You can make the difference between a good model and a superb acrobatic machine, it will take only few steps to do it, and we can tell you how.
Step 0: first the first, if your model is not assembled yet, it is a good investment to spend time assuring that all the surfaces are properly aligned. Wing alignment and is easy if it comes with a spar, if not we need to align it and glue it with 45 minutes epoxy in order to allow us to make corrections before it dry. Tail alignment is may be the hardest part of the job, but still not difficult if we use slow cure epoxy and we align the tail with the wing properly installed. Commonly the motor incidence are given by the manufacturer, and we only have to respect them.
Step 1: radio set up. To program your radio properly helps a lot and makes the training easier. If you are going to learn 3D, a dual rate configuration it’s a must. We need full range movement for the 3D acrobatics, and a partial rate for the rest of the flight, 60% of the travel is an usual value. Together with this we need to add some –30% to –40% of exponential for a linear feeling in the low rate and –60% to –75% for full range travel. It will help to be more precise around the center without loosing the power at the end of the travel. This values are a starting point, probably rudder, aileron and elevator need different values depending the model and our tasting. No mixers are set yet. After this you need to fly the model and be comfortable with it before doing the next step. May be during this step you need to change mechanically the center or the travel of the surfaces, and this is the best moment to do it. If you are not going to flight 3D, the use of 3D rates is useless and affect adversely the resulting servo torque and precision. Then try always to flight with the radio rates at 100% and the trims centered.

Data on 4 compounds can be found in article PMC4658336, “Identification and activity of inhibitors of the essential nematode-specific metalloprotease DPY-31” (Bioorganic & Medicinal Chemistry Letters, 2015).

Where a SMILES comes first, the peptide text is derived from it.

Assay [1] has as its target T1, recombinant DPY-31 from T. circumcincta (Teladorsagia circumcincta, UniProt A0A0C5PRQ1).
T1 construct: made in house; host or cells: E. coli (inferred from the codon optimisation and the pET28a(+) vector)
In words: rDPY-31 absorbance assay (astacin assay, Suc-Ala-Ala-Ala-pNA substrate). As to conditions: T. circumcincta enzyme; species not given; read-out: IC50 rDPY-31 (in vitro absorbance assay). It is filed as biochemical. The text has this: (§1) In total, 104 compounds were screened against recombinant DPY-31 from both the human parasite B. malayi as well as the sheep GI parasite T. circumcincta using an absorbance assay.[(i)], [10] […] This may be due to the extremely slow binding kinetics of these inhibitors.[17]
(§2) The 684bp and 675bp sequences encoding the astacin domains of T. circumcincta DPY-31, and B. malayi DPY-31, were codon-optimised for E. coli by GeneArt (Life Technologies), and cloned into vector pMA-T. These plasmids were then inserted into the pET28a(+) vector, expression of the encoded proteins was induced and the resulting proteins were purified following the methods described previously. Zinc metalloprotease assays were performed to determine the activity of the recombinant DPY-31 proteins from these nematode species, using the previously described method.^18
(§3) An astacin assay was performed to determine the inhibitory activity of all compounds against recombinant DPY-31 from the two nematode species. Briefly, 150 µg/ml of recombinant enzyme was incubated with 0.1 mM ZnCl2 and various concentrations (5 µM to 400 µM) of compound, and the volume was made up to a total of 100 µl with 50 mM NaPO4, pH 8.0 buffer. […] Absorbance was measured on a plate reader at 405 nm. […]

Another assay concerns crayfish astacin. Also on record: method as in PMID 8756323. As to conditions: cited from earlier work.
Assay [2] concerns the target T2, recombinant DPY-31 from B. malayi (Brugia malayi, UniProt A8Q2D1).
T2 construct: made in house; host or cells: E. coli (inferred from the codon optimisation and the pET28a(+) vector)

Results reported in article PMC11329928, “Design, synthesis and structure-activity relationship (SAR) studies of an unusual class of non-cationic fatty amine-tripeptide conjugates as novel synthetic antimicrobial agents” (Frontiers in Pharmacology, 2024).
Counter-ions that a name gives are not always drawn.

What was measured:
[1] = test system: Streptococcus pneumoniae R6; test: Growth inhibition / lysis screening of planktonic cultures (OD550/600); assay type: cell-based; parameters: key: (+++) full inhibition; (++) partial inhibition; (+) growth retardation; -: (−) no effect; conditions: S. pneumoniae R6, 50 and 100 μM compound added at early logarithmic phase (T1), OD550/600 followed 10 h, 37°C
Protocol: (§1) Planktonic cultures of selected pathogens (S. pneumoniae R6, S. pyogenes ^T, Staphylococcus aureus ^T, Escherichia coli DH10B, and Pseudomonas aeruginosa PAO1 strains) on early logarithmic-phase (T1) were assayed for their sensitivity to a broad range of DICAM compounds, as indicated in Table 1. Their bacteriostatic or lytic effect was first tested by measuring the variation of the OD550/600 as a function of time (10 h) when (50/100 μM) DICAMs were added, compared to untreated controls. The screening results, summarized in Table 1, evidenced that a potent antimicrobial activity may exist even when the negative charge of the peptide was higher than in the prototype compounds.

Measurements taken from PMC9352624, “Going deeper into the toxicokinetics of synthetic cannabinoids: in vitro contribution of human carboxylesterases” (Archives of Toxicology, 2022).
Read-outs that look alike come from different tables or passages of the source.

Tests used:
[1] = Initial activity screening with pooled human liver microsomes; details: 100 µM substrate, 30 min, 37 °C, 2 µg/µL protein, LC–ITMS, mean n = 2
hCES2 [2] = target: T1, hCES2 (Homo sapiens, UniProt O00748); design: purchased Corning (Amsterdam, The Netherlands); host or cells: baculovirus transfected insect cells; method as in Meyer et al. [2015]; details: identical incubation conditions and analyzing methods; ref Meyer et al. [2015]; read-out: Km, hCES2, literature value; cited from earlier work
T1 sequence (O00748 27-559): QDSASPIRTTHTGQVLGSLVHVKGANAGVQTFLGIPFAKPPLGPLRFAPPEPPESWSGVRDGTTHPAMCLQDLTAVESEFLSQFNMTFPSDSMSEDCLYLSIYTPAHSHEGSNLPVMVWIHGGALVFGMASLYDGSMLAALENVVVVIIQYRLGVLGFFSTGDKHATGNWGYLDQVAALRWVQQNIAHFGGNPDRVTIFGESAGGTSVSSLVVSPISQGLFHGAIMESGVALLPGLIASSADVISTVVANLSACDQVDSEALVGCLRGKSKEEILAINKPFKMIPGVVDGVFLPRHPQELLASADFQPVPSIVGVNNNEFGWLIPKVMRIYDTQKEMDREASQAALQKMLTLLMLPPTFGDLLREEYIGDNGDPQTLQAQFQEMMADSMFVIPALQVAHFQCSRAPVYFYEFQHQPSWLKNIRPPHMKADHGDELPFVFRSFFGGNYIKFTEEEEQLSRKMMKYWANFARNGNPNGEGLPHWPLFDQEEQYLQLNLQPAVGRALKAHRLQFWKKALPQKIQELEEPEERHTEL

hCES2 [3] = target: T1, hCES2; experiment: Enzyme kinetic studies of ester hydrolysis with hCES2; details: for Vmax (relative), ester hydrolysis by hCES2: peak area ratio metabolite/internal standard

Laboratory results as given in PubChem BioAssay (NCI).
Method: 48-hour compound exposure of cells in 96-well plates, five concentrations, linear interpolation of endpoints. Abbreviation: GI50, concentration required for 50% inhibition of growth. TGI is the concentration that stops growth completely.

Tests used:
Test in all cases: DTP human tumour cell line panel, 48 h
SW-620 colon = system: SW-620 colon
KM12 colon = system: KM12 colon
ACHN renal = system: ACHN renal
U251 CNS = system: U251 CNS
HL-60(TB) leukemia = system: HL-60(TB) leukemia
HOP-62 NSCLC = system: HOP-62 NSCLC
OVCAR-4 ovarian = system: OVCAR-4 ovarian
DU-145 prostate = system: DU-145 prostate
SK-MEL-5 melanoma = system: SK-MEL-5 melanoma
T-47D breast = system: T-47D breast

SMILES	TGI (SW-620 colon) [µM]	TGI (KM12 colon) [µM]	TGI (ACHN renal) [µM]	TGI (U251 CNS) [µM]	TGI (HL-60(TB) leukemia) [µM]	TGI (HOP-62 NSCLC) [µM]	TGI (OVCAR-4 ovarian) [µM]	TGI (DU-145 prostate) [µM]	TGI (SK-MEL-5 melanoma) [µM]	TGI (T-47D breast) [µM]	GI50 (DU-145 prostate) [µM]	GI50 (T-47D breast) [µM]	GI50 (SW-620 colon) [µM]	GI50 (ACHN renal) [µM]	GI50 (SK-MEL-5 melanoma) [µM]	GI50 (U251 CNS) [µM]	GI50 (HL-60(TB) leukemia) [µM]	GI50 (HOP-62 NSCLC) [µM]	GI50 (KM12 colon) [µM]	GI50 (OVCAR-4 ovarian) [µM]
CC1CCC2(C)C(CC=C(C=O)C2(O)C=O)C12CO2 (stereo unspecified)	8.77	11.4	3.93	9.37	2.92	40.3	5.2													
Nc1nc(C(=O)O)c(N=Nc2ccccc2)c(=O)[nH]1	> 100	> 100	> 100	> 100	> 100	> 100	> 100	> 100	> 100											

Step 2: Now it’s time to select the best propeller for it. A prop with more diameter will give us more trust, and a one with more pith more speed, the limit will be given by the power plant. For example if the motor can handle a 10×6 prop, we can try with a 9×7 and a 11×5 and see what happen. In my experience rigid props are better for acrobatics than the floppy ones, as well as more efficient. With this set up we will proceed with our path to excel, but keep in mind that a change in the power plant means to trim all the model again.